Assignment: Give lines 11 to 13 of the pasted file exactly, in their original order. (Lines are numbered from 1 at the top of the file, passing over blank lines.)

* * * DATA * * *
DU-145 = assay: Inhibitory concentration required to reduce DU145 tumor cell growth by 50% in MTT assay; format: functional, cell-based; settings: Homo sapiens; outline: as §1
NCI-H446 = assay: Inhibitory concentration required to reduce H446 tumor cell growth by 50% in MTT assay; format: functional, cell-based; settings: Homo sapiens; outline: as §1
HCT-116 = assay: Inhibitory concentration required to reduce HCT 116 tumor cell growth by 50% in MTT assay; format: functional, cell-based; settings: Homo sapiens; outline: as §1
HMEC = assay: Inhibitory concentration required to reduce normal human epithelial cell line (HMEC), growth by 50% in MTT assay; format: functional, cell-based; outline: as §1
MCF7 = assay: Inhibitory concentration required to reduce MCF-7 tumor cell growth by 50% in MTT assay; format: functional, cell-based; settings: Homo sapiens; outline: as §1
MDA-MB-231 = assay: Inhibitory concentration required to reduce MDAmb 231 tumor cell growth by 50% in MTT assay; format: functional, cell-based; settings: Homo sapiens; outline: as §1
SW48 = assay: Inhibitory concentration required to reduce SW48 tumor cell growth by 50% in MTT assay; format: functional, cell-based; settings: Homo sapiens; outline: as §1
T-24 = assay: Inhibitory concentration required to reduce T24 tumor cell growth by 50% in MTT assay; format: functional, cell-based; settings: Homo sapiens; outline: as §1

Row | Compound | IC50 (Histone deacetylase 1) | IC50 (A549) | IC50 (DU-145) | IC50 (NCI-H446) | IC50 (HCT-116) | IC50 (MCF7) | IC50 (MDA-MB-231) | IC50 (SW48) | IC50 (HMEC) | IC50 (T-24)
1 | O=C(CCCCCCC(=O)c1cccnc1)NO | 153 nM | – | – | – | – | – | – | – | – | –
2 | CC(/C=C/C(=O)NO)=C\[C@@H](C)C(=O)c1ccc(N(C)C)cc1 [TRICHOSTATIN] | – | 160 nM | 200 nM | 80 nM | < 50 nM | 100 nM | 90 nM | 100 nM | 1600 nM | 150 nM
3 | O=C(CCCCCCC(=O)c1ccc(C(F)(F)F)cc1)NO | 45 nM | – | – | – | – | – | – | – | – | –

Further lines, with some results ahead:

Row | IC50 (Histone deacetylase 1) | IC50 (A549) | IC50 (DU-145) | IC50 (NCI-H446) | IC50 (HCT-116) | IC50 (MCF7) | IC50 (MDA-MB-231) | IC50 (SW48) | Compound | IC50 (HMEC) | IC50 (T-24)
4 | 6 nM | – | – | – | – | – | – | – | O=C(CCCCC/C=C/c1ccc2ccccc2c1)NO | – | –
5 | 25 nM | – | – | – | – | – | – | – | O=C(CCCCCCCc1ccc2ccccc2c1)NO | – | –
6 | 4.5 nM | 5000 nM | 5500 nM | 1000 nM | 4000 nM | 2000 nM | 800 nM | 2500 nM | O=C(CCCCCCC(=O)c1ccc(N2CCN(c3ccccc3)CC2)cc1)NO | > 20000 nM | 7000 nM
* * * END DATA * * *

2 | CC(/C=C/C(=O)NO)=C\[C@@H](C)C(=O)c1ccc(N(C)C)cc1 [TRICHOSTATIN] | – | 160 nM | 200 nM | 80 nM | < 50 nM | 100 nM | 90 nM | 100 nM | 1600 nM | 150 nM
3 | O=C(CCCCCCC(=O)c1ccc(C(F)(F)F)cc1)NO | 45 nM | – | – | – | – | – | – | – | – | –

Further lines, with some results ahead: